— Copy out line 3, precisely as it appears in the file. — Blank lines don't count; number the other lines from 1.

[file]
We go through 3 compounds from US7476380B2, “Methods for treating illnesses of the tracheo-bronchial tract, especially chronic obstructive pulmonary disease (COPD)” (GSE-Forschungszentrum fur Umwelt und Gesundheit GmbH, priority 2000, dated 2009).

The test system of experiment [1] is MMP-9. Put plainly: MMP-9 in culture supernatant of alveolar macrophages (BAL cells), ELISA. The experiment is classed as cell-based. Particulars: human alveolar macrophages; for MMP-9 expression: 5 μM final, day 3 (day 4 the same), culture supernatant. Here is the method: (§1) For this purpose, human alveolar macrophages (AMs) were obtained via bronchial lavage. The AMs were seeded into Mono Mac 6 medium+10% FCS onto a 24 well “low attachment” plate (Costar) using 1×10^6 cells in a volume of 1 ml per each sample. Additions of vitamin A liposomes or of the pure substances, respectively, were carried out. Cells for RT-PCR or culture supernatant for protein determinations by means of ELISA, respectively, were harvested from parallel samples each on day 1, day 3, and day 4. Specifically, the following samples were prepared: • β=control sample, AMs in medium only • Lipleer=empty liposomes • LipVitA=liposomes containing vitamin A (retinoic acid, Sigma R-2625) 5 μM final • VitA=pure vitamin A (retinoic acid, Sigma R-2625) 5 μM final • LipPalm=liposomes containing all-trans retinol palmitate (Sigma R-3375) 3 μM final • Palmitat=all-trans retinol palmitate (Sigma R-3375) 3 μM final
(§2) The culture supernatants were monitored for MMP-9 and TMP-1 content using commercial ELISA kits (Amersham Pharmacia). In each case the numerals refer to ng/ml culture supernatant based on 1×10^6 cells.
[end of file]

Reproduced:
(§2) The culture supernatants were monitored for MMP-9 and TMP-1 content using commercial ELISA kits (Amersham Pharmacia). In each case the numerals refer to ng/ml culture supernatant based on 1×10^6 cells.